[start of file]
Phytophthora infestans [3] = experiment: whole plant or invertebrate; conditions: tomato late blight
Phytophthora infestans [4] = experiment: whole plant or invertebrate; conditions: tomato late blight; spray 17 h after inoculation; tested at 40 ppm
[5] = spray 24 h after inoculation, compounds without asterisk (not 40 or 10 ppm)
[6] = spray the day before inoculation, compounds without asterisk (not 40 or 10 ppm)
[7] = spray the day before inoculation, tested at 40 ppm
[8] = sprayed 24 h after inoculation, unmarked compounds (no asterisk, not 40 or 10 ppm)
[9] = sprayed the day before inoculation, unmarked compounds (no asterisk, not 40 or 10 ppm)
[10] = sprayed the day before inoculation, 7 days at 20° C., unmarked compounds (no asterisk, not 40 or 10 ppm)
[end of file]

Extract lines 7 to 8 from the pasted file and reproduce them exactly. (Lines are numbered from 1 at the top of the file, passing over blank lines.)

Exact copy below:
[9] = sprayed the day before inoculation, unmarked compounds (no asterisk, not 40 or 10 ppm)
[10] = sprayed the day before inoculation, 7 days at 20° C., unmarked compounds (no asterisk, not 40 or 10 ppm)